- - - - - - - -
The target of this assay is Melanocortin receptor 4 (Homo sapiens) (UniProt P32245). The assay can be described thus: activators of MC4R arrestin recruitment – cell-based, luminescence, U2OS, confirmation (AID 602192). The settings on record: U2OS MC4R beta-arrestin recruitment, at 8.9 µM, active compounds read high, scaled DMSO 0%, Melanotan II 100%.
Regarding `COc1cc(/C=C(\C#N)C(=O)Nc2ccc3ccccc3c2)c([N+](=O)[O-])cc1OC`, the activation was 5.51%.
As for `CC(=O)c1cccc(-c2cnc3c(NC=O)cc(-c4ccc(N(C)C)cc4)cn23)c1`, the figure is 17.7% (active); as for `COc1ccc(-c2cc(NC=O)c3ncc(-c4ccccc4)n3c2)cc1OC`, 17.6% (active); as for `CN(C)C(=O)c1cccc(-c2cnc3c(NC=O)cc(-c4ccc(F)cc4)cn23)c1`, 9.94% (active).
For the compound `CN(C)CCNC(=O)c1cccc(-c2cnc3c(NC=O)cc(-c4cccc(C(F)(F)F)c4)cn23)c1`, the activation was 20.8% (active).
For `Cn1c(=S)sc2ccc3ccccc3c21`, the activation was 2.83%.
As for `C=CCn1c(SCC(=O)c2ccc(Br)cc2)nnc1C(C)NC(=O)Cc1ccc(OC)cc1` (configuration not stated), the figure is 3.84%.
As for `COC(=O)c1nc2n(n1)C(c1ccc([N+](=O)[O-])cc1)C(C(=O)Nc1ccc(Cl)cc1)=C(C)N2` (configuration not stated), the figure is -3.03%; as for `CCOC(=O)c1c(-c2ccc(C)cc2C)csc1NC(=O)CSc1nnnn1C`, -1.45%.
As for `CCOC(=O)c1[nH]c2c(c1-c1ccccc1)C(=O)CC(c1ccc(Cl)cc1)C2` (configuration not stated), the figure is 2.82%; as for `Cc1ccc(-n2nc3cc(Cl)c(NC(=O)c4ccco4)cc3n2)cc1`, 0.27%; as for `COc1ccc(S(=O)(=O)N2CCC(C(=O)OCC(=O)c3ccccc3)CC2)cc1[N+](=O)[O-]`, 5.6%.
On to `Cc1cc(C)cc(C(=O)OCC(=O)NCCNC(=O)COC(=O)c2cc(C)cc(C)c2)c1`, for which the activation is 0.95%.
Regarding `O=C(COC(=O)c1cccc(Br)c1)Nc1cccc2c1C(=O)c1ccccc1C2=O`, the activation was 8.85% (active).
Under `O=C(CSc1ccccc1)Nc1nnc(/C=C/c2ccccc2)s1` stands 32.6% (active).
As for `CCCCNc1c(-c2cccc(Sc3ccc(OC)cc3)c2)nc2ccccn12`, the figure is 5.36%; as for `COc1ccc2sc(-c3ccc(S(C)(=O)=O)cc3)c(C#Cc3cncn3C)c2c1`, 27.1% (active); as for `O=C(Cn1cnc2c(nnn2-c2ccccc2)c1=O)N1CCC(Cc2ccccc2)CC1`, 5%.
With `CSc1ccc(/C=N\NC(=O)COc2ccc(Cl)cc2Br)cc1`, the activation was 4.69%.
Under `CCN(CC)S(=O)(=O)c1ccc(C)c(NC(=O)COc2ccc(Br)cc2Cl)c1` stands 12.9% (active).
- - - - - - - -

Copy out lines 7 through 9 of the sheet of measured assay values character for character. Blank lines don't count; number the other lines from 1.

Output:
As for `COC(=O)c1nc2n(n1)C(c1ccc([N+](=O)[O-])cc1)C(C(=O)Nc1ccc(Cl)cc1)=C(C)N2` (configuration not stated), the figure is -3.03%; as for `CCOC(=O)c1c(-c2ccc(C)cc2C)csc1NC(=O)CSc1nnnn1C`, -1.45%.
As for `CCOC(=O)c1[nH]c2c(c1-c1ccccc1)C(=O)CC(c1ccc(Cl)cc1)C2` (configuration not stated), the figure is 2.82%; as for `Cc1ccc(-n2nc3cc(Cl)c(NC(=O)c4ccco4)cc3n2)cc1`, 0.27%; as for `COc1ccc(S(=O)(=O)N2CCC(C(=O)OCC(=O)c3ccccc3)CC2)cc1[N+](=O)[O-]`, 5.6%.
On to `Cc1cc(C)cc(C(=O)OCC(=O)NCCNC(=O)COC(=O)c2cc(C)cc(C)c2)c1`, for which the activation is 0.95%.